The Miami Heat have a major decision to make this offseason regarding Duncan Robinson.
Robinson, who has become one of the best 3-point shooters in the game, is set to become a restricted free agent if Miami offers him a qualifying offer worth just north of $ 4.7 million.
Miami will want to expand the offer, as that will allow the Heat to match any offer sheet Robinson signs in free agency, but how much should they be willing to pay Robinson?
There is no doubt that Robinson is a valuable part of Miami’s success due to his ability to stretch the floor, but he has his limitations as a defender (-1.0 defensive zone plus / minus in the 2019-20 season. and -0.9 defensive zone plus / minus in the 2020-21 season).
While Robinson isn’t a horrible defender, it’s clear the Heat have better options during games when they need saves. Additionally, Robinson provides very little offense in terms of playing or dribbling ability, so the decision of his contract depends on whether or not the Heat can survive without his shot.
After Tyler Herro took a slight step back in the 2020-21 season, the Heat relied even more on Robinson (40.8% against 3 last season).
Obviously, the rest of Miami’s offseason will be factored into the Robinson decision.
Will the Heat turn down Goran Dragic’s $ 19.44 million squad option? The same question can be asked about André Iguodala’s $ 15.0 million option.
With these guys both off the books (and off the roster), the Heat would certainly have more flexibility in paying Robinson. In fact, one could argue that Miami should do so in order to keep Robinson on the list.
Victor Oladipo comes into play in that scenario as well, but with his recovery looking like it might spill over into the 2021-22 season, the Heat might be better off taking a wait-and-see approach and making sure they bring Robinson back if it does. ‘is the case. in their projects.
Robinson’s worth is tricky, but there are several players in the league he can be compared to.
For example, Brooklyn Nets goalie Joe Harris, who led the NBA with a 3-point shooting percentage this season at 47.5%, agreed to a four-year, $ 75 million contract with the Nets that began. this season.
Harris may be a better shooter than Robinson, but their numbers are eerily similar.
Harris: 14.1 points per game, 3.6 rebounds per game, 1.9 assists per game, 47.5% from 3, -1.5 DPBM
Robinson: 13.1 points per game, 3.5 rebounds per game, 1.8 assists per game, 40.8% from 3, -0.9 DPBM
Harris was a better shot in the 2020-21 campaign, but Robinson was a better defenseman last season. Both players have actually scored more points per game during the 2019-20 season, but Harris has increased his percentage by 3 points by 5.1% this year.
For Miami, you have to expect this kind of offer from a team to Robinson in free agency.
The 3-pointer is king in today’s NBA, and few players can knock them down as effectively as Robinson.
If we look at contracts for shooters of similar value to Robinson over the past year, it’s more than Harris who is in the $ 60 million to $ 80 million range over four years.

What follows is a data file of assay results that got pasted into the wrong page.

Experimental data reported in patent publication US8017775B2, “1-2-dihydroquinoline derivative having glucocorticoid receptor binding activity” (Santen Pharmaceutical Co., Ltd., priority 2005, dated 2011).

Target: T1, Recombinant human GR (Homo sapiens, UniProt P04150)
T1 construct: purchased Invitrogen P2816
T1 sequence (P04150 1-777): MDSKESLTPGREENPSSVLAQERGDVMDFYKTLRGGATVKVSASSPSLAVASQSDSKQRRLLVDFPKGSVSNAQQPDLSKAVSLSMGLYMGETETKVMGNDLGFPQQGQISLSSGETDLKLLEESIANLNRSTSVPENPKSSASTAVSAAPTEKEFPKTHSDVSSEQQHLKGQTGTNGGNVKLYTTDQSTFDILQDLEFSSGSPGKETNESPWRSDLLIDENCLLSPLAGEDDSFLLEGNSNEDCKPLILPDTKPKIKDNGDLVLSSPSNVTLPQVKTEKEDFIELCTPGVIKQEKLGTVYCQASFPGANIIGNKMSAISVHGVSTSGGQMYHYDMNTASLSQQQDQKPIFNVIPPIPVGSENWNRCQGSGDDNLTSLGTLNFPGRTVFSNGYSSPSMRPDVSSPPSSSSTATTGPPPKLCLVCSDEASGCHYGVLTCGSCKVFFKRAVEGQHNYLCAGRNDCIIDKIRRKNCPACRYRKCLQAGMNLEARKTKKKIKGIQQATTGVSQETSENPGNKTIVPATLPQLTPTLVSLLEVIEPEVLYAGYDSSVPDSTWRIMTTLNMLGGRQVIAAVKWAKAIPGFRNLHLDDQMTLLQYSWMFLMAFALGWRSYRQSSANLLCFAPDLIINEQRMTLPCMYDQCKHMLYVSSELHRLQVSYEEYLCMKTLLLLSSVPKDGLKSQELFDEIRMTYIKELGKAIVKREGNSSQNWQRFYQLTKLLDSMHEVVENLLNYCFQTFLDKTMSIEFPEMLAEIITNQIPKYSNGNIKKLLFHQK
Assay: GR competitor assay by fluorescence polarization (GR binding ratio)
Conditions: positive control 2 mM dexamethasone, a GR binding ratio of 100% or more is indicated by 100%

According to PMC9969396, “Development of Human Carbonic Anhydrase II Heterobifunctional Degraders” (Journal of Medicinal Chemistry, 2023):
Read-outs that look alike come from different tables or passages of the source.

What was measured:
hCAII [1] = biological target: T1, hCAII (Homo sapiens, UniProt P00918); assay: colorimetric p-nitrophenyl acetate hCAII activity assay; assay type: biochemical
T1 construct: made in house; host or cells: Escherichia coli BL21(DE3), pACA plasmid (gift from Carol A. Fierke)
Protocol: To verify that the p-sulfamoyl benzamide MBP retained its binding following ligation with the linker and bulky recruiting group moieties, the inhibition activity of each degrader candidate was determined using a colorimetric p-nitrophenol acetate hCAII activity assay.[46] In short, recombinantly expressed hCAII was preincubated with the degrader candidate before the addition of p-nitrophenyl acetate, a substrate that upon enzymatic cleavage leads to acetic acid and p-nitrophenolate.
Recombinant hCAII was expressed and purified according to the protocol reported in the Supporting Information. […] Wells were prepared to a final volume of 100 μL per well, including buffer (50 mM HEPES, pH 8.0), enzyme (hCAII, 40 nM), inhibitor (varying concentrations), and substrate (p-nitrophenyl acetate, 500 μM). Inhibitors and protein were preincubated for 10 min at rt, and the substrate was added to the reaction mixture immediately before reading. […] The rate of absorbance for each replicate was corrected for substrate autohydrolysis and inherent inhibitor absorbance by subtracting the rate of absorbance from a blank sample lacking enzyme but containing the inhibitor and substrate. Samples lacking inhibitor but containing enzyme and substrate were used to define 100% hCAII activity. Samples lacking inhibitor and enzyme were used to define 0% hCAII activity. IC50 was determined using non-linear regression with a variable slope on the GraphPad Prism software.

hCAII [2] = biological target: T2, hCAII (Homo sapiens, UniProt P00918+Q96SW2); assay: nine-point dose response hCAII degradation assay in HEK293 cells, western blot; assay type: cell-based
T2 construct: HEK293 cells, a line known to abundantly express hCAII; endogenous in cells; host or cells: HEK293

Comparable players who signed contracts during the 2020 offseason
Bogdan Bogdanovic: Four years, $ 72 million
Joe harris: Four years, $ 75 million
Marcus Morris: Four years, $ 64 million
Danilo Gallinari: Three years, $ 61.5 million
Jordan clarkson: Four years, $ 52 million
Malik beasley: Four years, $ 60 million
Looking at this list, Clarkson ended up being the best bang for the buck, as he won the NBA’s sixth man of the year for the 2020-21 season.
He and Beasley certainly handle the ball more than Robinson, so it’s even more surprising that they were paid at the bottom of the ladder in the last offseason.
When you look at these offers, four of those players shot over 40.0% out of 3 in the 2020-21 campaign (Morris, Harris, Gallinari, Bogdanovic), and Beasely shot 39.9% out of 3 and collected averaging 19.6 points per game.
Robinson falls directly into that category, as he averaged points per game comparable to Morris, Harris and Gallinari while shooting over 40.0% from deep.
ESPN’s Adrian Wojnarowski said during an appearance on “NBA Countdown” in May that Robinson could fall in the range of $ 15 million to $ 20 million per year.
“It could be a $ 20 million a year player,” Wojnarowski said. “Remember that the teams are going to post an offer in which they hope Miami doesn’t match. It’s going to be hard to tear him away from Pat Riley and Erik Spoelstra.
When you take Wojnarowski’s report and last year’s contracts, it’s hard to say Robinson will be in that range.
If Miami really values their shot, the decision is easy. If the Heat aren’t willing to commit nearly $ 20million per season for a knock-down shooter, then they’d better explore a sign-and-trade scenario to still recoup some starting value. Robinson’s potential.
There is a market for players like Robinson. Unfortunately for Miami, that means the team can only really justify an overpayment once the contract offer exceeds $ 20 million per season.
That’s a hefty price to pay, but it would certainly become a lot more palatable with Dragic and / or Iguodala off the books heading into next season.
Miami may hope that a salary like Clarkson’s is enough, but the Heat should aim for the Harris or Bogdanovic lineup if they are to keep Robinson in Miami for the foreseeable future.